Since it was first billed in the Radio Times on Monday, January 1, 1951 as a program about "the daily events in the lives of country folk," The Archers has attracted millions of fans and these vintage highlights trace the lives of some well-loved characters who are still central to the series. Re-live Phil Archer's courtship of Grace Fairbrother, and the shock of her death in the horrific fire at the stables. Sympathize with Peggy as she copes bravely with the shame of Jennifer's illegitimate baby. Follow the stories of young Tony Archer, as he is bowled over by the energetic Welsh lass, Pat Lewis; and Brian Aldridge, who sweeps Jennifer off her feet. There are also scenes from the early years of Phil and Jill’s 52-year marriage, and some of the earliest appearances of their four children. These vintage moments offer lifelong fans the chance to re-live some of the most dramatic and memorable events of the residents of Ambridge, and give new fans a fascinating glimpse into the early years of this much-cherished radio series.
2 CDs. 2 hrs.
|Publisher:||Blackstone Audio, Inc.|
|Product dimensions:||5.60(w) x 4.80(h) x 0.40(d)|
About the Author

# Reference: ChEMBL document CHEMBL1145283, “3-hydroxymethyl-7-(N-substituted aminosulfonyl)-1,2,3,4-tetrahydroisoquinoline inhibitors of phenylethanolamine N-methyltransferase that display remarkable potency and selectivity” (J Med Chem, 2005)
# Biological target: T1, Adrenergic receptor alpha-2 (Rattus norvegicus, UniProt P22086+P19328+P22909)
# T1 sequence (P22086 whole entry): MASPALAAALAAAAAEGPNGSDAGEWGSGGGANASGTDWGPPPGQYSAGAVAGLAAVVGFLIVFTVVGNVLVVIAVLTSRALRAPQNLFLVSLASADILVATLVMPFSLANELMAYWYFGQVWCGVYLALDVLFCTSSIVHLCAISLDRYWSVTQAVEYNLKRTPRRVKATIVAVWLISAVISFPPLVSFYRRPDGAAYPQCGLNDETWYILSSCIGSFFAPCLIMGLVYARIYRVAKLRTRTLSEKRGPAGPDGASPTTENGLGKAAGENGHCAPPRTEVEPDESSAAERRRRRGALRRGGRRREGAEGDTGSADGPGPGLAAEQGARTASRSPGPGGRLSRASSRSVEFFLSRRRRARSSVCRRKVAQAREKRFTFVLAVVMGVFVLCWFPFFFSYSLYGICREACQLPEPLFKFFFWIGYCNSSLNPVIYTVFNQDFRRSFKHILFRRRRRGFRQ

The world's longest-running radio serial was first heard nationwide at 11:45am on January 1, 1951. After World War II, there was a desperate need to increase food production in Britain, and the BBC played its part by broadcasting information on new techniques for farmers and growers. But they were usually in the form of dry talks from experts, which often failed to appeal even to the farmers they were intended for. At a meeting in Birmingham's council chamber in June 1948 between farming representatives and the BBC, one farmer uttered the memorable phrase, "What we need is a farming Dick Barton." Dick Barton - Special Agent! was a hugely popular radio serial that had been running since 1946, whose clean-cut action hero appealed to children and adults alike. The outburst planted a seed in the mind of Godfrey Baseley, a BBC producer of agricultural programs, and over the next two years he worked to gain approval for the program that was to become The Archers. He enlisted the writers of Dick Barton, Geoffrey Webb, and Edward J Mason, to write the new series. It was a runaway success: Basely had hit on a formula that appealed to a much wider audience than just farmers. On April 2, 1951, The Archers took over Dick Barton's hallowed 6:45pm time slot, achieving audiences of 20 million by 1955. Over the years, the program has continued to combine important countryside issues—organic and GM food, TB, BSE, rights of way, rural poverty—with the romantic highs and lows, family feuds, and comic moments essential to a soap opera. Although it lost its original educational role in 1972, the program continues its reputation for accuracy. It is still the way many townsfolk learn about life in the countryside, and has become part of the national consciousness. The Archers has remained popular by continually changing to reflect the current times. And in the 21st century, some elements of Baseley's formula remain: vivid characters, compelling storylines, and a realism founded on research, good writing, and high standards of direction and acting.